Catholic Health Care Services of the Archdiocese of Philadelphia (CHCS) recently agreed to enter into a $650,000 resolution agreement and a two-year corrective action plan (CAP) with the Office for Civil Rights (OCR). CHCS provides management and information technology services as a business associate to six nursing homes. The OCR settlement follows a finding that CHCS violated the HIPAA Security Rule, which requires business associates to conduct enterprise-wide security risk analyses and to prepare corresponding risk management plans.

OCR initiated its investigation upon notification by CHCS of the theft of an employee’s unencrypted company iPhone containing Social Security numbers, diagnosis and treatment information, medications, and names of family members and legal guardians. This resulted in separate notifications from each of the six nursing homes regarding a breach of e-PHI, which, according to OCR, affected some 412 individuals.

OCR identified CHCS’s violations of HIPAA as the failure to:

  • Conduct an accurate and thorough assessment of the potential risks and vulnerabilities to the confidentiality, integrity, and availability of e-PHI held by CHCS; and
  • Implement appropriate security measures to reduce risks and vulnerabilities to a reasonable and appropriate level.

Such violations were limited to the compliance date for business associates under the HIPAA Security Rule of September 23, 2013.

Under the CAP, CHCS will be required to conduct a security risk analysis, implement a risk management plan, revise its policies and procedures, and provide the business associate and management agreements for all entities for which CHCS acts as a business associate. Additionally, CHCS will provide OCR with security training materials for all of its workforce members who have access to e-PHI, as well as annual reports attesting to CHCS’s compliance with the terms of the CAP.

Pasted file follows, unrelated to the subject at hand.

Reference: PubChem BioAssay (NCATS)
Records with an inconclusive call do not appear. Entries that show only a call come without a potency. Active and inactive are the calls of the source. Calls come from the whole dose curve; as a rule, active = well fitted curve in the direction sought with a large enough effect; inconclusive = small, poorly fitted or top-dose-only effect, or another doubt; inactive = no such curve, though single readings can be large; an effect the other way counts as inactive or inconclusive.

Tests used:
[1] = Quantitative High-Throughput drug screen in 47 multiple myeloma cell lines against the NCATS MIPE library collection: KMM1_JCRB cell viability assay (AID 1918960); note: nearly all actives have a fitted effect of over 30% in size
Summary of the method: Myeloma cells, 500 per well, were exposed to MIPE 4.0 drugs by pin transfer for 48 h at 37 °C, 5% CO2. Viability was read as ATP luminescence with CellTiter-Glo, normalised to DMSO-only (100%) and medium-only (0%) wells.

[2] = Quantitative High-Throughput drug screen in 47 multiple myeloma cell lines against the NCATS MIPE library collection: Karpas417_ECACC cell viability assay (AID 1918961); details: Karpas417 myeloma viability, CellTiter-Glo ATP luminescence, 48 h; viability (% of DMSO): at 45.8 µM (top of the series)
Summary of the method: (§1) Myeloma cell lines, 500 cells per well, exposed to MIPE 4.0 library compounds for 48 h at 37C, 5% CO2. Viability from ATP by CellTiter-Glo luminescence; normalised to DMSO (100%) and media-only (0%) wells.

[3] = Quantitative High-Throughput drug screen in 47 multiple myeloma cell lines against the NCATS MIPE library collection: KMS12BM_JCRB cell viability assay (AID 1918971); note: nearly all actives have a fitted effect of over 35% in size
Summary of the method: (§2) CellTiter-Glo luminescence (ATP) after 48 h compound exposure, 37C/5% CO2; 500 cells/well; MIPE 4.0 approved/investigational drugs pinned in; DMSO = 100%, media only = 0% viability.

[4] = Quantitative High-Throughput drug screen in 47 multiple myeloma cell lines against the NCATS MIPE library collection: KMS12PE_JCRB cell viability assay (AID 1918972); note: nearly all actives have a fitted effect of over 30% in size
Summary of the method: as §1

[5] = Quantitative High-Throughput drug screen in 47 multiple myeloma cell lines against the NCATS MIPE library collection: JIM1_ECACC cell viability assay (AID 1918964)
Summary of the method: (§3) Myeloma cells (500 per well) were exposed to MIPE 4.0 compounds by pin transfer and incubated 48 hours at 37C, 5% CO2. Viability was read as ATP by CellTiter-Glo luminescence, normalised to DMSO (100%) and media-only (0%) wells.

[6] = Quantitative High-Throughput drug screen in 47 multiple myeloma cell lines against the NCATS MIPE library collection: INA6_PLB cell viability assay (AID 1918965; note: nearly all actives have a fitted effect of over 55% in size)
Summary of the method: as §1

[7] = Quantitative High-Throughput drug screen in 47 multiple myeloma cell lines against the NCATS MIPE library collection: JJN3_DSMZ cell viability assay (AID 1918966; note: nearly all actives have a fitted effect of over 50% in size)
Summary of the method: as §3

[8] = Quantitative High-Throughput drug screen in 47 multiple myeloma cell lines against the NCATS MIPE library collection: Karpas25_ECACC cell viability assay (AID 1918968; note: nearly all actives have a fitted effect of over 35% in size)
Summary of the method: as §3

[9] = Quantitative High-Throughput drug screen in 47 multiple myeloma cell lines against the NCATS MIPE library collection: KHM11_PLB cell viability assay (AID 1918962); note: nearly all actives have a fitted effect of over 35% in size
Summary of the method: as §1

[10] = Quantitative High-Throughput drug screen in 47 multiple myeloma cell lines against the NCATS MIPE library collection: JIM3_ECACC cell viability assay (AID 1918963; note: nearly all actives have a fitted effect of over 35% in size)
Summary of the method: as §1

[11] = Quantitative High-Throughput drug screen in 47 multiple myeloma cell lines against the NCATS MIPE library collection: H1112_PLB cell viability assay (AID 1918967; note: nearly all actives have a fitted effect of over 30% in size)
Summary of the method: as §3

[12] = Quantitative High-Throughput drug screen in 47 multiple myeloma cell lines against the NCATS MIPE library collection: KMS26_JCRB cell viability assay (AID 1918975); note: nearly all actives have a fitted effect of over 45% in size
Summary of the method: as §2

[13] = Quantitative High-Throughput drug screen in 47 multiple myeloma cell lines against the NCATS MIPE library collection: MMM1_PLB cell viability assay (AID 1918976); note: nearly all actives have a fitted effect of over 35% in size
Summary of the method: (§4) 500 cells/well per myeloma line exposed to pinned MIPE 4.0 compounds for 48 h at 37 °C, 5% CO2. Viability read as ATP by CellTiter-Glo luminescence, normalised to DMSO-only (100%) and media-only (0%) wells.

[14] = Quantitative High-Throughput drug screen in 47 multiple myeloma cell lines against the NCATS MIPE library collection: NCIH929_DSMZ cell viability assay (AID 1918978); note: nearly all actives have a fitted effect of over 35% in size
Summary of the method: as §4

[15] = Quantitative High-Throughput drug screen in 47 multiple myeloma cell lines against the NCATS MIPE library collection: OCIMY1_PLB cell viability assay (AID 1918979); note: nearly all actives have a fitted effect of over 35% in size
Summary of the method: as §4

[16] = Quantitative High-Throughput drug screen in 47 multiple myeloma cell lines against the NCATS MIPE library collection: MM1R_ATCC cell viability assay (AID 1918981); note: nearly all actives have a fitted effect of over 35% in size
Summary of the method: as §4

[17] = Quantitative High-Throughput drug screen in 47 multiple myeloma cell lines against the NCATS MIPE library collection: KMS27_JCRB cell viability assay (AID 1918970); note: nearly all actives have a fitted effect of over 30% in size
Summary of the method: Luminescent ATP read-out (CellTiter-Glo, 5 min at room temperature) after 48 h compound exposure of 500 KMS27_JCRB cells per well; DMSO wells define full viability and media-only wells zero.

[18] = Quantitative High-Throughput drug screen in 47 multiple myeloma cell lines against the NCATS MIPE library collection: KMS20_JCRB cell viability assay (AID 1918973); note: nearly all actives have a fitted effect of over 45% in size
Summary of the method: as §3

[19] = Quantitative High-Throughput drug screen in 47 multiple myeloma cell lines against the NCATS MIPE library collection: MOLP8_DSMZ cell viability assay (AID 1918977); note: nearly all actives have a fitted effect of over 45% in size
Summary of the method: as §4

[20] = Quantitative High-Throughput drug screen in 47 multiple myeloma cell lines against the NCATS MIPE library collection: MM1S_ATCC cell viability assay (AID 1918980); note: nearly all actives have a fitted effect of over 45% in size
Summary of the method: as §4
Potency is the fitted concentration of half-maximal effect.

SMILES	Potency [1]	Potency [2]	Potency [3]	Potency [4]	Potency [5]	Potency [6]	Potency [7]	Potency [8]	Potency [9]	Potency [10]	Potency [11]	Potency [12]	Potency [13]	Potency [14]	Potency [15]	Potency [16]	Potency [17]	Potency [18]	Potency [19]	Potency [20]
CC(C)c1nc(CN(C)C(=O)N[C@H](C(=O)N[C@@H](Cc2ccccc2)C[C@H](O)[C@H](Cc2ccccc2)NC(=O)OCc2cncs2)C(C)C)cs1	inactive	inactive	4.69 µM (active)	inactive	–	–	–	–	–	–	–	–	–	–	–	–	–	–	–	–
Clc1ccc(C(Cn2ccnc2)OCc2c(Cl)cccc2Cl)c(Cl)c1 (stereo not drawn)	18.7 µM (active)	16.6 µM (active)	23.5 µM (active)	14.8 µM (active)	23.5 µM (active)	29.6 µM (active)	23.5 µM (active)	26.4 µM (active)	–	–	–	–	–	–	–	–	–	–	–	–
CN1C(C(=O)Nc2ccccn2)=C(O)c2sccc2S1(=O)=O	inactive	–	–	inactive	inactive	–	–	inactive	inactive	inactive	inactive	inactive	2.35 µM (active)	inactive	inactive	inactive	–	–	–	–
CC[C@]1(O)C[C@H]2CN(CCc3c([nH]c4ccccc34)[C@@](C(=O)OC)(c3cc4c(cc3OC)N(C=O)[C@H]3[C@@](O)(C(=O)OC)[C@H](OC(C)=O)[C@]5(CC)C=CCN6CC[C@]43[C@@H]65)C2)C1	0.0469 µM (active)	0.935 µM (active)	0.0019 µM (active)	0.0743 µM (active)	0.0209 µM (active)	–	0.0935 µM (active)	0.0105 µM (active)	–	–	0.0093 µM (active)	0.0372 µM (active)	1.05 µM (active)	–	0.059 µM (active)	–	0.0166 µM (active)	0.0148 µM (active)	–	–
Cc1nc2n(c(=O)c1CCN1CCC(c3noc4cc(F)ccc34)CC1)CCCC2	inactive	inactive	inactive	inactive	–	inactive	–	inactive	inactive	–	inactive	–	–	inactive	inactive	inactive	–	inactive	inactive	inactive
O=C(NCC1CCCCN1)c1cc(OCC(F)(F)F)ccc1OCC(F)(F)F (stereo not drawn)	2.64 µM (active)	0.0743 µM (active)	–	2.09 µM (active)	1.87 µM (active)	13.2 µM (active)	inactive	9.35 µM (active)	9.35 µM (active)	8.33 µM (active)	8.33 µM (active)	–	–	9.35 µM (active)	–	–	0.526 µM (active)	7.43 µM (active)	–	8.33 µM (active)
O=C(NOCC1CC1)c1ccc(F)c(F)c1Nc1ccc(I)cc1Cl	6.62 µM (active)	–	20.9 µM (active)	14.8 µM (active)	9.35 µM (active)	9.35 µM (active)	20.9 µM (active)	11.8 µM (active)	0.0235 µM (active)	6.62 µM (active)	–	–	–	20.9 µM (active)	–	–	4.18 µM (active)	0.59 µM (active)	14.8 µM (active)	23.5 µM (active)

The CHCS settlement demonstrates the continued focus by OCR on security risk analyses and risk management plans. More importantly, it underscores OCR’s expectations that business associates establish and implement policies and procedures in accordance with their HIPAA obligations. We recommend that covered entities and their corporate parent entities review their HIPAA structures to determine any business associate agreements or other designations that are required for the sharing of PHI among the entities. Further, each of these entities must address their own HIPAA obligations, including security risk analyses and risk management plans.